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How is power asserted in Barack Obamas acceptance speech?

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Introduction

Rebecca Hughes How is power asserted in Barack Obama?s acceptance speech? Barack Obama?s acceptance speech is aimed at the people of the United States of America. He is about to become the Presidency of the United States, and have all the responsibility of America. He was a candidate to become President and this speech was to speak to the people of America and try and persuade them to get their votes by stating all the things he could do to help the country, and all the things he would change. Barack Obama?s speech is political language; he uses many of the features of political language get persuade the American audience. In the first paragraph he repeats the line ?who still?, he does this because it will get the message across to the people ...read more.

Middle

He also repeats the noun ?America? too; I think this is to state that he is proud of his country. When Obama says ?old, rich and poor, Democrat and Republican, black, white, Latino, Asian, Native American, gay, straight, disabled and not disabled? it is a contrast of all the different people that live in America, and how he doesn?t care whether you?re old, rich or poor he?ll still help you. Obama likes to use abstract nouns in his speech like ?dream?, ?change? and ?values? which are persuasive nouns in this type of dialogue, ?it is the only chance for us to make that change.? Using the word ?dream? could also relate to the famous Martin Luther King speech ?I have a dream? and also with Barack Obama being the first black president. ...read more.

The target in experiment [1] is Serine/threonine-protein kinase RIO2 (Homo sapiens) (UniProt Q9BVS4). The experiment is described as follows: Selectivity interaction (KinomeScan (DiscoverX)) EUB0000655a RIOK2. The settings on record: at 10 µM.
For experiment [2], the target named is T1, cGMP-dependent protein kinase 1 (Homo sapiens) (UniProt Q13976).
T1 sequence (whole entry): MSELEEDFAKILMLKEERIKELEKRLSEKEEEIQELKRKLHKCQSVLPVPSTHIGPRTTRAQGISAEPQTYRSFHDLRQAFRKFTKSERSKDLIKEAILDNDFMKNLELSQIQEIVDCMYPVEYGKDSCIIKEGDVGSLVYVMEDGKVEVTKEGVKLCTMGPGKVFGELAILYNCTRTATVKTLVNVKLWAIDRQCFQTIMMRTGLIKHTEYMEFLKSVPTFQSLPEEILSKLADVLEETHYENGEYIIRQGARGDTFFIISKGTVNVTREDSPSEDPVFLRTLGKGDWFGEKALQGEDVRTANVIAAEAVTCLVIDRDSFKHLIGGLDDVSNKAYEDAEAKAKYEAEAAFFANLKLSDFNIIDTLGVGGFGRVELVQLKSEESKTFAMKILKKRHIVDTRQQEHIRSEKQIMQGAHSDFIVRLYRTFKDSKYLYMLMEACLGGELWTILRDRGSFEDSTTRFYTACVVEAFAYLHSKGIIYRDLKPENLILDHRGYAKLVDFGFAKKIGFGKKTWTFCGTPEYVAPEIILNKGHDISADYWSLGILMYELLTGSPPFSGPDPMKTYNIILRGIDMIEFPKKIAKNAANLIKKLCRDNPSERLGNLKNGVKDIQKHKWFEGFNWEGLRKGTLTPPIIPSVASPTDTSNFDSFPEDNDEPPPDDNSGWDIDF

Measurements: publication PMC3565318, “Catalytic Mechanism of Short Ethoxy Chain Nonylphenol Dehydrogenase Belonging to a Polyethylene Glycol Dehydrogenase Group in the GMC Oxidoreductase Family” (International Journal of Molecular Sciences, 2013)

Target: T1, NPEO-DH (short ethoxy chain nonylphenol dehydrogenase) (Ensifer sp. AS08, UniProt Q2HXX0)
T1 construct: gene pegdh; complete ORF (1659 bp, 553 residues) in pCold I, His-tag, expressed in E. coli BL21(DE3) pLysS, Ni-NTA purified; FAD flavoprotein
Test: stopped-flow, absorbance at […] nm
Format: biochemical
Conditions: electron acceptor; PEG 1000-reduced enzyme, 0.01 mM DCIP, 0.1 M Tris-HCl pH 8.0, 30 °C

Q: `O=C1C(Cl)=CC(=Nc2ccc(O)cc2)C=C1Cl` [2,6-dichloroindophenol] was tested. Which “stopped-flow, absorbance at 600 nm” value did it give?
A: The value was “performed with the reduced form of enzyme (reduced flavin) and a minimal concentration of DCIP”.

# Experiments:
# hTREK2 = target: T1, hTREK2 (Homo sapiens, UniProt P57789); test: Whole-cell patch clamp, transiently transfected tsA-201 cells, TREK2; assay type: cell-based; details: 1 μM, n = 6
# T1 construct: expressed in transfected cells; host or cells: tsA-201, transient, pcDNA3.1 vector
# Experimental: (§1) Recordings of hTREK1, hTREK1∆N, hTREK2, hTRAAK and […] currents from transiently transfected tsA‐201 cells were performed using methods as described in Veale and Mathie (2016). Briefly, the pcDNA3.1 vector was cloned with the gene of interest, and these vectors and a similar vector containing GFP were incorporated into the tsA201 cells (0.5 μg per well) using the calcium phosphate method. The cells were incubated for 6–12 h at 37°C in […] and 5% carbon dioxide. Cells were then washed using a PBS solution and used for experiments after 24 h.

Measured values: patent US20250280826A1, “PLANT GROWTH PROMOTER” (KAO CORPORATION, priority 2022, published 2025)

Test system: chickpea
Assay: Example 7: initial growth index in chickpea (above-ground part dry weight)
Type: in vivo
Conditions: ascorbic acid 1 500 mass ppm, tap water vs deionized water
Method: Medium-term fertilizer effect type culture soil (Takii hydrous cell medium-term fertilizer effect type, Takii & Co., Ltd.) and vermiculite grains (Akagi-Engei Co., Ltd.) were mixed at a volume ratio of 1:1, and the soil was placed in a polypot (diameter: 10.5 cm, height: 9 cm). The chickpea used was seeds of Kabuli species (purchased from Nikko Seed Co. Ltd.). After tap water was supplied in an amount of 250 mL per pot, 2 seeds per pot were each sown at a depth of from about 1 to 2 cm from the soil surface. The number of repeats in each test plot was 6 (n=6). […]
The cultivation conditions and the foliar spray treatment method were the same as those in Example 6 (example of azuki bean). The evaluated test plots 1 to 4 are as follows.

Conclusion

Figurative language is used ?summon a new spirit of patriotism? this makes it sound like he is summoning a new love for their country, but people will have to take the responsibility and ?pitch in and work harder and look after not only ourselves but each other?. Obama uses the Grices Maxims theory in his speech with quantity, because he uses an appropriate amount of detail when he is explaining what he?ll do. Quality, because he is speaking the truth, or at least making the crowd think he is speaking the truth in wanting to help America. Relevance because he keeps what is being discussed relevant to the purpose of the speech and manner because he is clear in what he is saying. I think that this speech is instrumental power because it enforces authority and has explicit power that is imposed by the state. ...read more.

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